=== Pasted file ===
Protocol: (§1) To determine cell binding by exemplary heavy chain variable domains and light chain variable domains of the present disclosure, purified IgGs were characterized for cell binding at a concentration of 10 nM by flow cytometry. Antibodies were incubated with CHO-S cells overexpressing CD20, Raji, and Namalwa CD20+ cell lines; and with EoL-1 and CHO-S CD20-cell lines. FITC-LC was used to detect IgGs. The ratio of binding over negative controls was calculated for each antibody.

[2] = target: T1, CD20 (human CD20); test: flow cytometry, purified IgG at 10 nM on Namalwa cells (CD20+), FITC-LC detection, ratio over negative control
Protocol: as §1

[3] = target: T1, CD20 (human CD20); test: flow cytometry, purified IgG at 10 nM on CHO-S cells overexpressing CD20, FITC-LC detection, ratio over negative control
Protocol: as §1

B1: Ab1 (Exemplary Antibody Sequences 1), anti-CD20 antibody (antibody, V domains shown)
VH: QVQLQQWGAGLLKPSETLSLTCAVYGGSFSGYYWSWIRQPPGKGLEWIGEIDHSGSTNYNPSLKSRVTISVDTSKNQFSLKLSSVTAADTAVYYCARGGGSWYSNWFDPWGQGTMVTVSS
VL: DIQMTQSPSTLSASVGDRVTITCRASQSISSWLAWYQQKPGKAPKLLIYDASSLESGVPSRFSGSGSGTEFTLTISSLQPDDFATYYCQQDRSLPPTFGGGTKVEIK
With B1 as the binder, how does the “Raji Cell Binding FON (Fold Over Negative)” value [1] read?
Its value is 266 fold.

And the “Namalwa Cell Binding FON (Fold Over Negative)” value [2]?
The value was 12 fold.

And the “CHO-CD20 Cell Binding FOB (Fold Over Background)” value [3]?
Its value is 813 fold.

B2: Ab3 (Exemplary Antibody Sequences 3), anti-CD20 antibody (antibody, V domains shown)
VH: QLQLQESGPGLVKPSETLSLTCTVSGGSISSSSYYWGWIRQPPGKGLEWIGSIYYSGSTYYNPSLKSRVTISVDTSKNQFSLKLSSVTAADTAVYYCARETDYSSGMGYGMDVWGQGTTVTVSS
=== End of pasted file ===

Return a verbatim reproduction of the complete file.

Protocol: (§1) To determine cell binding by exemplary heavy chain variable domains and light chain variable domains of the present disclosure, purified IgGs were characterized for cell binding at a concentration of 10 nM by flow cytometry. Antibodies were incubated with CHO-S cells overexpressing CD20, Raji, and Namalwa CD20+ cell lines; and with EoL-1 and CHO-S CD20-cell lines. FITC-LC was used to detect IgGs. The ratio of binding over negative controls was calculated for each antibody.

[2] = target: T1, CD20 (human CD20); test: flow cytometry, purified IgG at 10 nM on Namalwa cells (CD20+), FITC-LC detection, ratio over negative control
Protocol: as §1

[3] = target: T1, CD20 (human CD20); test: flow cytometry, purified IgG at 10 nM on CHO-S cells overexpressing CD20, FITC-LC detection, ratio over negative control
Protocol: as §1

B1: Ab1 (Exemplary Antibody Sequences 1), anti-CD20 antibody (antibody, V domains shown)
VH: QVQLQQWGAGLLKPSETLSLTCAVYGGSFSGYYWSWIRQPPGKGLEWIGEIDHSGSTNYNPSLKSRVTISVDTSKNQFSLKLSSVTAADTAVYYCARGGGSWYSNWFDPWGQGTMVTVSS
VL: DIQMTQSPSTLSASVGDRVTITCRASQSISSWLAWYQQKPGKAPKLLIYDASSLESGVPSRFSGSGSGTEFTLTISSLQPDDFATYYCQQDRSLPPTFGGGTKVEIK
With B1 as the binder, how does the “Raji Cell Binding FON (Fold Over Negative)” value [1] read?
Its value is 266 fold.

And the “Namalwa Cell Binding FON (Fold Over Negative)” value [2]?
The value was 12 fold.

And the “CHO-CD20 Cell Binding FOB (Fold Over Background)” value [3]?
Its value is 813 fold.

B2: Ab3 (Exemplary Antibody Sequences 3), anti-CD20 antibody (antibody, V domains shown)
VH: QLQLQESGPGLVKPSETLSLTCTVSGGSISSSSYYWGWIRQPPGKGLEWIGSIYYSGSTYYNPSLKSRVTISVDTSKNQFSLKLSSVTAADTAVYYCARETDYSSGMGYGMDVWGQGTTVTVSS